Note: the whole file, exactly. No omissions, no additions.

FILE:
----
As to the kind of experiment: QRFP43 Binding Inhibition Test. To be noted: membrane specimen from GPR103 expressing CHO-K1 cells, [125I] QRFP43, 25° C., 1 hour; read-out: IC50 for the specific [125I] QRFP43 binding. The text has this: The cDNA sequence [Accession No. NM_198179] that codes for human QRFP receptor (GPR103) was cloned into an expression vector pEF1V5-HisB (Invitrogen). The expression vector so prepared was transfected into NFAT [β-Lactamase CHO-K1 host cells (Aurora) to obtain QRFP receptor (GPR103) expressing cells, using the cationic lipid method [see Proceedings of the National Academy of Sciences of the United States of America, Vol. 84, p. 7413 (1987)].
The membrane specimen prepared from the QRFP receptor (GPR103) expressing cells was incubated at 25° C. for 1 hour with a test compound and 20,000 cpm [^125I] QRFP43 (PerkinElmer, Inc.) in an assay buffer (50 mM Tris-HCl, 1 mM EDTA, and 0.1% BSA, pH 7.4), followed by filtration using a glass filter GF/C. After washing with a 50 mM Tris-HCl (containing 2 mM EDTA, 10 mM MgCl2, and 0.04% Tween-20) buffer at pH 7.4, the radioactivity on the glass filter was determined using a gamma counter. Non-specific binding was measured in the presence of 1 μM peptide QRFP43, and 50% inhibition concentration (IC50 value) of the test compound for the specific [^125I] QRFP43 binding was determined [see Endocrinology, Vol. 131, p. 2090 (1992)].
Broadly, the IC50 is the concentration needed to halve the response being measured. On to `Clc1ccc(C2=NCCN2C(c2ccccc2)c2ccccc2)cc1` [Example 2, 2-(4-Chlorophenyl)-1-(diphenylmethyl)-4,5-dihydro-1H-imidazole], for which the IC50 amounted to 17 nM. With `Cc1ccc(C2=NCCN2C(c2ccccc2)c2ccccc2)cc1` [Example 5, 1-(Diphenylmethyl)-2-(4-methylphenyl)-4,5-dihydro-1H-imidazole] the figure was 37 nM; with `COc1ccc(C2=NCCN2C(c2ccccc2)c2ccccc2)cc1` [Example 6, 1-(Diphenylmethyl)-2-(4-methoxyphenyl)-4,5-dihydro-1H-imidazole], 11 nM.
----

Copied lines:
As to the kind of experiment: QRFP43 Binding Inhibition Test. To be noted: membrane specimen from GPR103 expressing CHO-K1 cells, [125I] QRFP43, 25° C., 1 hour; read-out: IC50 for the specific [125I] QRFP43 binding. The text has this: The cDNA sequence [Accession No. NM_198179] that codes for human QRFP receptor (GPR103) was cloned into an expression vector pEF1V5-HisB (Invitrogen). The expression vector so prepared was transfected into NFAT [β-Lactamase CHO-K1 host cells (Aurora) to obtain QRFP receptor (GPR103) expressing cells, using the cationic lipid method [see Proceedings of the National Academy of Sciences of the United States of America, Vol. 84, p. 7413 (1987)].
The membrane specimen prepared from the QRFP receptor (GPR103) expressing cells was incubated at 25° C. for 1 hour with a test compound and 20,000 cpm [^125I] QRFP43 (PerkinElmer, Inc.) in an assay buffer (50 mM Tris-HCl, 1 mM EDTA, and 0.1% BSA, pH 7.4), followed by filtration using a glass filter GF/C. After washing with a 50 mM Tris-HCl (containing 2 mM EDTA, 10 mM MgCl2, and 0.04% Tween-20) buffer at pH 7.4, the radioactivity on the glass filter was determined using a gamma counter. Non-specific binding was measured in the presence of 1 μM peptide QRFP43, and 50% inhibition concentration (IC50 value) of the test compound for the specific [^125I] QRFP43 binding was determined [see Endocrinology, Vol. 131, p. 2090 (1992)].
Broadly, the IC50 is the concentration needed to halve the response being measured. On to `Clc1ccc(C2=NCCN2C(c2ccccc2)c2ccccc2)cc1` [Example 2, 2-(4-Chlorophenyl)-1-(diphenylmethyl)-4,5-dihydro-1H-imidazole], for which the IC50 amounted to 17 nM. With `Cc1ccc(C2=NCCN2C(c2ccccc2)c2ccccc2)cc1` [Example 5, 1-(Diphenylmethyl)-2-(4-methylphenyl)-4,5-dihydro-1H-imidazole] the figure was 37 nM; with `COc1ccc(C2=NCCN2C(c2ccccc2)c2ccccc2)cc1` [Example 6, 1-(Diphenylmethyl)-2-(4-methoxyphenyl)-4,5-dihydro-1H-imidazole], 11 nM.